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Re: Changing Art Styles in a Sequel

#8 Post by Jackkel Dragon » Fri Dec 08, 2017 12:33 am

Personally, I think I mostly judge on a case-by-case basis. To give an example, I like the art styles of Dragon Age II and Dragon Age Inquisition better than Dragon Age Origins (though those are 3D RPGs, not VNs, I feel the same premise can apply). But in the case of Dragon Age, there was so much of a backlash to DA2's artstyle shift that DAI is actually a blending of the styles of both previous games. It ends up looking enough like both games that I suspect it went over rather well, though I had long since abandoned the toxic community around those games and thus can't cite evidence.

To bring this to your topic, I suspect it's tricky to tell how much of a change is too much. If it's an artist change, maybe you can get away with it without too many people even noticing (depending on the artist). If it's a change from cartoonish art to photorealistic or vice-versa, you'll have a lot of suddenly disinterested players. As mentioned by the others, I think Planet Stronghold hit this problem.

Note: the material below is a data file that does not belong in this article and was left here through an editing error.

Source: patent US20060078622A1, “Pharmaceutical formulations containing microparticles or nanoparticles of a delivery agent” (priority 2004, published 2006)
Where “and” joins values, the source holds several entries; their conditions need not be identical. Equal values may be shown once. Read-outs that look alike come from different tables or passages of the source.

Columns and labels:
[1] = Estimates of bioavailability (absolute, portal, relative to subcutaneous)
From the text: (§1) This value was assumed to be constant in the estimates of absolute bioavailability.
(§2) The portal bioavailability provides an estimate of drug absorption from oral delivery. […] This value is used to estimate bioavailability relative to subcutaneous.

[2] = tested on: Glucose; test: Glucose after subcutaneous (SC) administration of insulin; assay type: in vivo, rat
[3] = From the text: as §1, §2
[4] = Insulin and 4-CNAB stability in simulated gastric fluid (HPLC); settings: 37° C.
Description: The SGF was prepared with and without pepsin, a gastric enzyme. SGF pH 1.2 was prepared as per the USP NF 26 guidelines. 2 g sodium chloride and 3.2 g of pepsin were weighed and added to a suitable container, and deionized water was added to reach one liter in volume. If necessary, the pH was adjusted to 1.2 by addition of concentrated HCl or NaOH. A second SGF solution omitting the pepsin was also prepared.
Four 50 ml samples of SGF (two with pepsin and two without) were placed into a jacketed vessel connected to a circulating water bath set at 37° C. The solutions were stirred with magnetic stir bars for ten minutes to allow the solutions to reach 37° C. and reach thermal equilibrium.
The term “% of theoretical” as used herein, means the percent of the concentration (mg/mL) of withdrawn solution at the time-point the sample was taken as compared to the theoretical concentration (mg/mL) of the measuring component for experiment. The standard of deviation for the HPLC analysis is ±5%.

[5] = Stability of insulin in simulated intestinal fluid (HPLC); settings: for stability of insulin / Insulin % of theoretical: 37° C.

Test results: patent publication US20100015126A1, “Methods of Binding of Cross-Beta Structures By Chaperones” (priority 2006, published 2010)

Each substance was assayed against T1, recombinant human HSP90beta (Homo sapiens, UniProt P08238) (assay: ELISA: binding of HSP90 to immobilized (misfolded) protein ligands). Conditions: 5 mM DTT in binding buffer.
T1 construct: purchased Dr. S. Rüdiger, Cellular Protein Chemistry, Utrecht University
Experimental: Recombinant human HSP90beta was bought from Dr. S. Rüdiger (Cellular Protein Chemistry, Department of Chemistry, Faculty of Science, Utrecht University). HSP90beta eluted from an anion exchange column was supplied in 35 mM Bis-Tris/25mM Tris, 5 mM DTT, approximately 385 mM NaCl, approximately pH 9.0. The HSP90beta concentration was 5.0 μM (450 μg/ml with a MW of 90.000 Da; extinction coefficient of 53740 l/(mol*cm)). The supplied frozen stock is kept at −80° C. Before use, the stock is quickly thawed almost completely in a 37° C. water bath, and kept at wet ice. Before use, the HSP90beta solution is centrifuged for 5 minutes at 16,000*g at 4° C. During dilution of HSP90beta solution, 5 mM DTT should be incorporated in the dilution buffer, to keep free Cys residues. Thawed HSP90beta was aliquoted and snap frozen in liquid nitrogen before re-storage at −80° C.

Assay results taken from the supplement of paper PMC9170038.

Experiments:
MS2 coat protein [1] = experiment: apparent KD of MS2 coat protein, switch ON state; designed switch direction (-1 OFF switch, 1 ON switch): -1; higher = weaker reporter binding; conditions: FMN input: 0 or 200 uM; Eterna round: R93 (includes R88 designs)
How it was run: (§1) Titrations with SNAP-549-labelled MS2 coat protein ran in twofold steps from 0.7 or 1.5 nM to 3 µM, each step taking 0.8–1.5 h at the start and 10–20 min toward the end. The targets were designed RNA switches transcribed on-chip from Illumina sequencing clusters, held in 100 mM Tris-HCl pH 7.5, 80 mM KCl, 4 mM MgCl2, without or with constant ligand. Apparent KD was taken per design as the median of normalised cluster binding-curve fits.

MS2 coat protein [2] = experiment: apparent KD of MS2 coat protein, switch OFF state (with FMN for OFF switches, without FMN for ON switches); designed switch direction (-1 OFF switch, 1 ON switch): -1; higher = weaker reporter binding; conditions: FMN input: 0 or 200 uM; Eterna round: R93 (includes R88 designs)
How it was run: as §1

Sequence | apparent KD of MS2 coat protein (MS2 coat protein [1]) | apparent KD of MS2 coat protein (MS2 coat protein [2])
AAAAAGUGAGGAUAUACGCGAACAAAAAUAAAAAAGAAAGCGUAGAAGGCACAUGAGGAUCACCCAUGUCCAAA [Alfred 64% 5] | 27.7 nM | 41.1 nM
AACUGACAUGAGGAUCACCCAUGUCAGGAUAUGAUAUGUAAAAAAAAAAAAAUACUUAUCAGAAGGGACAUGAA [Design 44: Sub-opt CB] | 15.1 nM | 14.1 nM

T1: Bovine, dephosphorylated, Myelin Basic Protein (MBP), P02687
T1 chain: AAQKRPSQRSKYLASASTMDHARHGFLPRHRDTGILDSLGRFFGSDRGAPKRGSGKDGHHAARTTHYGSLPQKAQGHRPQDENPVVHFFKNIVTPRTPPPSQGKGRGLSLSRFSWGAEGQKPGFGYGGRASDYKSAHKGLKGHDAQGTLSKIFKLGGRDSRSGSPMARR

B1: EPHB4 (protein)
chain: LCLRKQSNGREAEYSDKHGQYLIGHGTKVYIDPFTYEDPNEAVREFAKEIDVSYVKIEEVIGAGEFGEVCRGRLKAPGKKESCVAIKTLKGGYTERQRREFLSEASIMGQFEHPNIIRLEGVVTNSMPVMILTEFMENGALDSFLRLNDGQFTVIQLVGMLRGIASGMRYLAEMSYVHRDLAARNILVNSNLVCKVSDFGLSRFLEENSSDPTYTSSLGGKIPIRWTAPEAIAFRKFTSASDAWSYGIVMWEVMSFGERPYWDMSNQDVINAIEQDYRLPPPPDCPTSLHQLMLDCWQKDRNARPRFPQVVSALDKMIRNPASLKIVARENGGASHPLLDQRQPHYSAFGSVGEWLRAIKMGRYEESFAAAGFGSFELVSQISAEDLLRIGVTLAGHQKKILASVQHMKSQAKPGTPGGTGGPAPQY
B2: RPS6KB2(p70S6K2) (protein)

I'm curious to see other opinions, though. I actually have a sequel idea for one of my projects where I might have to recruit a different artist than the original game, so I worry that the new artist will have to have a very similar style to the original game to fit things in, which may make recruiting difficult. (It also doesn't help that one of the returning characters will also have a design shift, so it's not like my Dragon Age examples where at least the characters have the same basic traits, just done in a new style.)
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Re: Changing Art Styles in a Sequel

#9 Post by mikolajspy » Fri Dec 08, 2017 7:04 am

I think that with sequel/series a small change, more like an upgrade is alright.
But changing style differently...
Well, if your game is about some weird dimension-hopping, reality-shifting etc. it might pass.
But if you just decide to go from photorealism to cartoony or the other way in the middle of the series without a reason, I think it would feel like two completely different games and might highly confuse players.
I can imagine a game where the style goes more and more 'darker', but still within the same overall style. In example of anime, it might start with cute moe and end up with horror-ish, but characters should still be easily recognizable and not too far in 'realistic' way from starting point.

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Re: Changing Art Styles in a Sequel

#10 Post by illuminate001 » Fri Dec 08, 2017 1:54 pm